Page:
The president presented his own versions in the fall, which the ruling party then amended and approved on Friday.
Opponents said these new versions did little to dispel the original concerns. The Venice Commission, a legal group attached to the Council of Europe, said on Friday that the draft laws constituted a “serious threat to the independence of the judiciary.”
Nils Muiznieks, the council’s human rights commissioner, said that a recent visit to Warsaw had confirmed the threat to him. “These laws will further undermine the independence of the judiciary by subordinating it to the executive and the Legislature and will, thereby, further erode the separation of powers and the rule of law,” he said in a statement.
But a top presidential aide, Pawel Mucha, addressing Parliament on Friday, said the bills were in line with the Polish Constitution and were needed for “the reform of the judiciary.”
The swift vote came a day after the ruling party’s political committee decided to begin a long-planned ministerial reshuffle by removing Beata Szydlo as prime minister and replacing her with the finance minister, Mateusz Morawiecki.
Law and Justice officials said Mr. Morawiecki, who has a background in international banking, would be better able to explain Poland’s position to international critics. But their opponents said it was just a ploy to distract attention from Friday’s court bills.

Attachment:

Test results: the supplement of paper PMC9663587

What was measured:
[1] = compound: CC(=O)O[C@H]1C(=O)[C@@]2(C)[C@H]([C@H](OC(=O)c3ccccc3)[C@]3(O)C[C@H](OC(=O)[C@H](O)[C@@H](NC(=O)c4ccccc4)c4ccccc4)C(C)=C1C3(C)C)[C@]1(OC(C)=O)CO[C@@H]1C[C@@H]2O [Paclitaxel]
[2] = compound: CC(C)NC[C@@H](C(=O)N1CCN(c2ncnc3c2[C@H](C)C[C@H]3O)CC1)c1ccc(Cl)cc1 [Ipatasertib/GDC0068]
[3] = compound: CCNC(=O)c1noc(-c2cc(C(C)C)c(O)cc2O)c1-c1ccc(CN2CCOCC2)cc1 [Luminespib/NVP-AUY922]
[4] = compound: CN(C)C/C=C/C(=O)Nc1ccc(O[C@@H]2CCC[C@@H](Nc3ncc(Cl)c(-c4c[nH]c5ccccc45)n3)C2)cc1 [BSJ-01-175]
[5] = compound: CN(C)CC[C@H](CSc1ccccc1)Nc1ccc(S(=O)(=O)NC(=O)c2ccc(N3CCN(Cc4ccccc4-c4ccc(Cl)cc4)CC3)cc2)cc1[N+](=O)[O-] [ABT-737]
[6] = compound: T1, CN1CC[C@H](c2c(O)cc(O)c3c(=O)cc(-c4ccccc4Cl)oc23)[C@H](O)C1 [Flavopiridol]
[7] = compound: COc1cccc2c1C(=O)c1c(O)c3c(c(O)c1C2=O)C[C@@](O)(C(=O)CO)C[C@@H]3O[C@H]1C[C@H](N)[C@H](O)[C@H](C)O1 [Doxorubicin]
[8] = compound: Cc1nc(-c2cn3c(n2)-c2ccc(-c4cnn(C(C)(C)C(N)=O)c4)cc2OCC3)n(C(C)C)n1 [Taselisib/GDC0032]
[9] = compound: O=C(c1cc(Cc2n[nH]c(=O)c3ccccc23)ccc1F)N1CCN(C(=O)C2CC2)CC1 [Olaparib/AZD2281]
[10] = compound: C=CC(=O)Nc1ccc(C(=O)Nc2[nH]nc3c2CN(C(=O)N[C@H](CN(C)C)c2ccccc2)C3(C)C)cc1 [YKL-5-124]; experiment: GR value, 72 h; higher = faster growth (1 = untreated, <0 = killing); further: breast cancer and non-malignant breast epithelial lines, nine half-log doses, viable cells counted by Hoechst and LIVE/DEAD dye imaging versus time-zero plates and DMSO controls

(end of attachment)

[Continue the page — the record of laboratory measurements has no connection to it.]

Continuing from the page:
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Since Law and Justice took power in late 2015, relations between Warsaw and the European Union have been strained over concerns that Mr. Kaczynski was leading the country in an authoritarian direction.
This week, the European Commission voted to take Poland, Hungary and the Czech Republic before the International Court of Justice over the countries’ refusal to accept refugees.
Even before Friday’s vote, the commission had initiated a disciplinary process over the Polish court legislation that could result in sanctions or even a loss of voting rights.
Two bills were approved on Friday, the first involving the Supreme Court. Earlier legislation called for the entire court, made up of more than 80 judges, to be fired, with replacements appointed by the government.
The new version lowers the retirement age for the court’s judges to 65 from 70, effectively forcing the immediate removal of 40 percent of the justices. That bill was approved by a vote of 239 to 171.
The second bill covered the National Judiciary Council, which selects the candidates to be judges. Previously, 15 of the council’s 25 members were chosen by a panel of judges. Under the earlier proposal, those 15 would have needed approval by a majority vote in Parliament.
Under the new version passed on Friday, candidates would need a 60 percent vote, although subsequent amendments meant that could revert to a simple majority vote in time. It passed 237 to 166.
“A free and independent Supreme Council has just fallen,” said Monika Wielichowska, an opposition member of Parliament. “You have demolished the constitution and democracy. And now you’re destroying the National Judiciary Council.”
The bills must pass the Senate — a foregone conclusion given the ruling party’s dominance in that chamber — and then be signed by the president. Mr. Duda is expected to do so this time, since their passage followed months of closed-door talks with Mr. Kaczynski over the legislation.